Q&A on SCOTUS and Arbitration

Insurance & Reinsurance Newsletter
May 2016

Q: Why has the Supreme Court of the United States taken more cases involving disputes over arbitration over the past decade or so and what does it mean for the insurance and reinsurance industry?

Arbitration law used to involve non-ideological contract and statutory interpretation questions that rarely reached the Supreme Court. In the past decade or two, however, many different consumer-facing businesses have come to rely on arbitration and class arbitration waiver provisions in their contracts as a means of managing their consumer litigation exposures. This trend has put the law of arbitration in the middle of a battleground between advocates of consumer rights that tend to be anti-arbitration and advocates of free markets and freedom of contract that tend to be pro-arbitration. The insurance and reinsurance industry can no longer count on the Supreme Court to remain on the sidelines or view arbitration cases as mere contract and statutory interpretation questions. Instead, the industry must expect constant challenges to the strong federal policy in favor of enforcing arbitration agreements.

Q: What cases involving arbitration law are currently under review by the U.S. Supreme Court?

Two cases from the battleground state of California involving arbitration law are before the U.S. Supreme Court for the 2015– 16 Term. In Zaborowski v. MHN Government Services, Inc., 601 Fed. App’x 461 (9th Cir. 2014), the Court will determine whether the Federal Arbitration Act (FAA) pre-empts California common law allowing judges to declare an entire arbitration agreement to be unenforceable whenever the court finds multiple terms in an arbitration agreement to be unconscionable. The case focuses on the tension between the strong federal policy favoring enforcement of arbitration agreements and broad state laws that allow courts to declare contracts unenforceable if they are substantively unconscionable.

In December, the Court issued its opinion in DIRECTV, Inc. v. Imburgia, 136 S. Ct. 463 (2015). In a 6-3 decision, the Court held that the Federal Arbitration Act required the enforcement of an arbitration agreement despite references in the arbitration agreement to enforceability under California state laws that were found to be pre-empted by the FAA in AT&T Mobility LLC v. Concepcion, 563 U.S. 333 (2011). DIRECTV, 136 S. Ct. at 467–71. Most of the more conservative justices on the Court supported this pro-business, pro-arbitration outcome.

Q: Why does it matter that the circuits are split as to whether to stay or dismiss an action after compelling arbitration?

Whether a court stays or dismisses an action after compelling arbitration greatly impacts what parties can do after the order to compel is issued. In jurisdictions that follow the “must stay” approach, where the court requires the suit be stayed until the conclusion of the arbitration, the parties are unable to appeal the order and must proceed to arbitration. The Second, Third, Seventh, and Tenth Circuit follow the “must stay” approach. For the “may dismiss” approach, the First, Fifth, Sixth, and Ninth Circuits have determined that it is within the court’s discretion to dismiss if all of the issues are sent to arbitration. Under this approach, a party can immediately appeal the order to compel arbitration, and the parties may find themselves litigating the appeal at the same time they are arbitrating the case.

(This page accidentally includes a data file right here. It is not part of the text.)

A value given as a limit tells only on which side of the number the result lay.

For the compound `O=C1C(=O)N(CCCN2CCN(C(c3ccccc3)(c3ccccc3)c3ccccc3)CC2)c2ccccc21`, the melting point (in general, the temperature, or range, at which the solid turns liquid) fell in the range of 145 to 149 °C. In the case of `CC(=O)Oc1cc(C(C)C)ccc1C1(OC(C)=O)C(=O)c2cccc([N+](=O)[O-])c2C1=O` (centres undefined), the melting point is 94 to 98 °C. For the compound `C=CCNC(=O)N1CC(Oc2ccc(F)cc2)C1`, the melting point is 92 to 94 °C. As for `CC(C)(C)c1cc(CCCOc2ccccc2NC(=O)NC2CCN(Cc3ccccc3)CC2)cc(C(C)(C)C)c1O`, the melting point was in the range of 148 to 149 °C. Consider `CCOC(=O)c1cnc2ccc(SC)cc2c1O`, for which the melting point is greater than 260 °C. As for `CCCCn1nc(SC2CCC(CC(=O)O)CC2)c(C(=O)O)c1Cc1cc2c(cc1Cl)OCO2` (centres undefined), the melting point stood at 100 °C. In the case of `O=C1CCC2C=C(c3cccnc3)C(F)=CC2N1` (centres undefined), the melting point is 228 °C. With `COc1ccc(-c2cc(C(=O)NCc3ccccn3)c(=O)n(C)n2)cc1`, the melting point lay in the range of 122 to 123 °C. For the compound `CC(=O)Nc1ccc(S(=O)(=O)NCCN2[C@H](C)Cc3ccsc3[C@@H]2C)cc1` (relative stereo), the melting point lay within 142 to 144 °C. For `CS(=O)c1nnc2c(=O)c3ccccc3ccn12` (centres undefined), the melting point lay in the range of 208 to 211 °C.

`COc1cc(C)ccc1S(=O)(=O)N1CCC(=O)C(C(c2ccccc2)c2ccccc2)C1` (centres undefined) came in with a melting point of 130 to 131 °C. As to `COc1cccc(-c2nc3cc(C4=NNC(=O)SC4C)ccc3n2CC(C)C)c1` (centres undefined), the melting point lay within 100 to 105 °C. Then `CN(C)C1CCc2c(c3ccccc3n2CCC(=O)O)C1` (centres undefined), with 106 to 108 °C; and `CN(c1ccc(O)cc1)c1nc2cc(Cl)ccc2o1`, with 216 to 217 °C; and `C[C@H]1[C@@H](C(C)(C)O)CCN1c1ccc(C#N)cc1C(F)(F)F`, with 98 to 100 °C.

Q: What is the current state of the “manifest disregard” standard?

The circuit courts are currently split on the use of the “manifest disregard of the law” standard in vacating an arbitration award. In Hall Street Associates, L.L.C. v. Mattel, Inc., 552 U.S. 576, 585 (2008), the Supreme Court cast doubt on whether an arbitration award could be vacated based on a “manifest disregard of the law.” After Hall Street, the circuit courts have split on the continuing use of the “manifest disregard” standard. The Fifth, Eighth, and Eleventh Circuits do not recognize the “manifest disregard” standard because it is not listed as one of the four grounds for vacating an award in Section 10 of the Federal Arbitration Act. The Second, Fourth, Seventh, Ninth, and Tenth Circuits continue to use the standard as a “judicial gloss” on the four grounds. The First, Third, and Sixth Circuits have noted the split of authority but have not ruled on the issue. Whatever the Circuit, although the courts have described the standards differently, they have continued to recognize the same type of misconduct (i.e., arbitrators deliberately disregarding the law) as grounds for vacating an award. As such, insurers and reinsurers should continue to raise any such misconduct through a motion to vacate.

The above topics cover just a few of the areas where the Supreme Court and Circuits have recently ruled. We expect the insurance and reinsurance industry to continue to be affected by the Supreme Court’s more active engagement in the law of arbitration.